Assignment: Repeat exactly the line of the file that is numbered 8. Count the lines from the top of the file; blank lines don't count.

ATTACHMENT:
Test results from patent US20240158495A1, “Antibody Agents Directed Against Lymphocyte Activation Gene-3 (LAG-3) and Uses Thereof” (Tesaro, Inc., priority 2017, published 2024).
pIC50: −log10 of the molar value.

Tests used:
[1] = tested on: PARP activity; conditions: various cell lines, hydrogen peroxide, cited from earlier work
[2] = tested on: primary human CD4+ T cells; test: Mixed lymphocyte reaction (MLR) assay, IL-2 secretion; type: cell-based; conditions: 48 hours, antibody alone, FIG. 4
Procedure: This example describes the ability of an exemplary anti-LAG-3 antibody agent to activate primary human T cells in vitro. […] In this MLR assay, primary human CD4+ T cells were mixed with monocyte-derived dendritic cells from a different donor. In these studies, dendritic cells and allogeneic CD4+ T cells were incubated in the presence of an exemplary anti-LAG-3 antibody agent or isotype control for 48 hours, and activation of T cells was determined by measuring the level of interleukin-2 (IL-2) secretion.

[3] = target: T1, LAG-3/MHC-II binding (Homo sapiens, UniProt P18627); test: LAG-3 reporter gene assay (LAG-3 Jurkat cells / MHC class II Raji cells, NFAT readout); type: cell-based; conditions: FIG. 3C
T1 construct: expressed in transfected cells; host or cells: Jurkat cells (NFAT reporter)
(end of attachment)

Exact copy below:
T1 construct: expressed in transfected cells; host or cells: Jurkat cells (NFAT reporter)